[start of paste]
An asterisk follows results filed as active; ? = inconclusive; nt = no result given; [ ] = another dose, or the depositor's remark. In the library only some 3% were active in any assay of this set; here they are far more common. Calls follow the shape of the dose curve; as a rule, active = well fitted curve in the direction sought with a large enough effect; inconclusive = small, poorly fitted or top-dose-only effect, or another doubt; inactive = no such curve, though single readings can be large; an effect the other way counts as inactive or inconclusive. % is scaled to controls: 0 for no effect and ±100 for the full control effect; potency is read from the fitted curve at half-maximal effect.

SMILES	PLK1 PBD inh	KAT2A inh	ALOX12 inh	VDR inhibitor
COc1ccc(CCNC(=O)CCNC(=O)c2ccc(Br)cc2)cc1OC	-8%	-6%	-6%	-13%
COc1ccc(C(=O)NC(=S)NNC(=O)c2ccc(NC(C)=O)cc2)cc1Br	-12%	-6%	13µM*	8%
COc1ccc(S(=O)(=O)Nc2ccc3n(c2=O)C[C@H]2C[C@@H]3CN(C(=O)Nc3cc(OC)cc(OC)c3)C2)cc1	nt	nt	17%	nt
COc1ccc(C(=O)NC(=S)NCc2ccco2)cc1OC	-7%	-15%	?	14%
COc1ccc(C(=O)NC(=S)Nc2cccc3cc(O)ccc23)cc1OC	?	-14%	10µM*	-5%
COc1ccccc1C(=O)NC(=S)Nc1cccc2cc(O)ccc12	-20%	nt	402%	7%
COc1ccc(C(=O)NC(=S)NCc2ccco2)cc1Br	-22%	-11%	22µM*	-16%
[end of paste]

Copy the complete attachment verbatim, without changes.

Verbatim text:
An asterisk follows results filed as active; ? = inconclusive; nt = no result given; [ ] = another dose, or the depositor's remark. In the library only some 3% were active in any assay of this set; here they are far more common. Calls follow the shape of the dose curve; as a rule, active = well fitted curve in the direction sought with a large enough effect; inconclusive = small, poorly fitted or top-dose-only effect, or another doubt; inactive = no such curve, though single readings can be large; an effect the other way counts as inactive or inconclusive. % is scaled to controls: 0 for no effect and ±100 for the full control effect; potency is read from the fitted curve at half-maximal effect.

SMILES	PLK1 PBD inh	KAT2A inh	ALOX12 inh	VDR inhibitor
COc1ccc(CCNC(=O)CCNC(=O)c2ccc(Br)cc2)cc1OC	-8%	-6%	-6%	-13%
COc1ccc(C(=O)NC(=S)NNC(=O)c2ccc(NC(C)=O)cc2)cc1Br	-12%	-6%	13µM*	8%
COc1ccc(S(=O)(=O)Nc2ccc3n(c2=O)C[C@H]2C[C@@H]3CN(C(=O)Nc3cc(OC)cc(OC)c3)C2)cc1	nt	nt	17%	nt
COc1ccc(C(=O)NC(=S)NCc2ccco2)cc1OC	-7%	-15%	?	14%
COc1ccc(C(=O)NC(=S)Nc2cccc3cc(O)ccc23)cc1OC	?	-14%	10µM*	-5%
COc1ccccc1C(=O)NC(=S)Nc1cccc2cc(O)ccc12	-20%	nt	402%	7%
COc1ccc(C(=O)NC(=S)NCc2ccco2)cc1Br	-22%	-11%	22µM*	-16%